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Keystone, Colorado 17 - 22 January 2011

Plant Abiotic Stress Tolerance Mechanisms, Water and Global Agriculture (A7)

Keystone Symposia on Molecular and Cellular Biology.

  Plant Abiotic Stress Tolerance Mechanisms, Water and Global Agriculture (A7)

Keystone, Colorado January 17 - 22, 2011

 Organisation

Keystone Symposia on Molecular and Cellular Biology.

  Summary of Meeting

Plant abiotic stresses such as drought, salinity and heat together with the growing world population and per capita food consumption threaten stable global food availability. Fresh water is becoming a scarce and threatened resource for human health and nutrition, according to United Nations and World Bank reports.

In arid regions, >80 or >90 % of fresh water is used for food production for human nutrition. Furthermore, increasing salinity stress is reducing agricultural production and available crop land. Climate change and the continuing atmospheric CO2 rise will have increasingly profound effects on agriculture, abiotic stress and plant growth in arid regions.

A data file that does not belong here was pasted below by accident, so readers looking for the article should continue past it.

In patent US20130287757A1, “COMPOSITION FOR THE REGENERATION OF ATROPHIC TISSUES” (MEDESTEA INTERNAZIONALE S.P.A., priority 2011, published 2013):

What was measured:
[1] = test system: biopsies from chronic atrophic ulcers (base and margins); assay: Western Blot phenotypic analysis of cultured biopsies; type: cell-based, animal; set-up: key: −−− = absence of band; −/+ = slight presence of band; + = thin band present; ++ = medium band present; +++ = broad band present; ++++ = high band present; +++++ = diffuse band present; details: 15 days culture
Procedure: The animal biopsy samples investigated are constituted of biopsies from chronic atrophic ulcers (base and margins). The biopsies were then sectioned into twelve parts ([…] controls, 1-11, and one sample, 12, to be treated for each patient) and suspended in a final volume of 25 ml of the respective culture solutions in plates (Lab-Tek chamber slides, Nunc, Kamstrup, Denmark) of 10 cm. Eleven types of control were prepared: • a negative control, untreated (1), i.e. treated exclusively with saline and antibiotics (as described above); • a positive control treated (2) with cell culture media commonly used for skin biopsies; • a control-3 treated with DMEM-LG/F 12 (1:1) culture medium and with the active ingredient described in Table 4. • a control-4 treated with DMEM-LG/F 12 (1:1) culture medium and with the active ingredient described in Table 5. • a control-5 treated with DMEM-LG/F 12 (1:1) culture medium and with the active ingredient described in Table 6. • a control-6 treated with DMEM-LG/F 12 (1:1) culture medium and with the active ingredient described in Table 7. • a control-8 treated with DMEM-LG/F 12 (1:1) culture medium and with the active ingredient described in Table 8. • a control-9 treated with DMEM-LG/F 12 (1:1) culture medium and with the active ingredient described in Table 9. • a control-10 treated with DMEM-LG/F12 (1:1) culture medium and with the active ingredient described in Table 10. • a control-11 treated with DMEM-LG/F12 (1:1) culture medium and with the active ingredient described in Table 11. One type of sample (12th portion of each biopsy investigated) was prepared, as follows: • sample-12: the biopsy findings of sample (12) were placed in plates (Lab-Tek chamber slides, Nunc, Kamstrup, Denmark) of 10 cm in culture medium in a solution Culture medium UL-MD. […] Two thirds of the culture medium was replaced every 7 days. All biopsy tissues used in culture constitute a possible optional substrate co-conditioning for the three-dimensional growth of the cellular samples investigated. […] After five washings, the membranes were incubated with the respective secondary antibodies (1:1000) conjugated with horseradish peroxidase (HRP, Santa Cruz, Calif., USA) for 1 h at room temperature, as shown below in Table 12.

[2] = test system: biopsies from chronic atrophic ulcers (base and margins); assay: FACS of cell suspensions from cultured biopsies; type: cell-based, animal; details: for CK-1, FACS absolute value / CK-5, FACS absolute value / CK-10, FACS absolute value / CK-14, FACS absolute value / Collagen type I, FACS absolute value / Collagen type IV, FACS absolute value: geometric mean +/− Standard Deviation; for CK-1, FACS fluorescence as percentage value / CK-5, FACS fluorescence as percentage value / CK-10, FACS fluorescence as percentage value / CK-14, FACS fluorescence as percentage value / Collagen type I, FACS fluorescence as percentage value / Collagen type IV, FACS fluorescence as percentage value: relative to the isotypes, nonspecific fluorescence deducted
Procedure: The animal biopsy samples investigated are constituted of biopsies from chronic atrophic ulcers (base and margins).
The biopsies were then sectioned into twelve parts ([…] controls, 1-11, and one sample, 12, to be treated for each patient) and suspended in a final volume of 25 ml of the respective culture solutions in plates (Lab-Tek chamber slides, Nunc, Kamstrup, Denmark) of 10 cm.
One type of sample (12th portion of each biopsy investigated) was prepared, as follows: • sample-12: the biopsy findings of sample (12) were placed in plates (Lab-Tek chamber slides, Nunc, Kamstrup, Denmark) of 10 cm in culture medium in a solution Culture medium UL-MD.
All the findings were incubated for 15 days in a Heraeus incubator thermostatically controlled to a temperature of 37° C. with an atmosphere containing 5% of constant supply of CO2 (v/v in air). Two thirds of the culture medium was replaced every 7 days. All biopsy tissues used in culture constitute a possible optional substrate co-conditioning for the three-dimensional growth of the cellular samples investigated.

Recent research is uncovering a combination of key genes, quantitative trait loci and molecular networks that mediate plant responses to drought, salinity, heat and other abiotic stresses. Furthermore, field research and practices are being developed to cope with the predicted devastating effects of climate change on African agriculture.

This conference aims to bring experts in global agriculture close together with researchers making new advances in understanding abiotic stress response mechanisms and networks in plants and will include investigation of major obstacles that will need to be overcome at several relevant levels to address this global challenge.

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Page publiée le 14 septembre 2011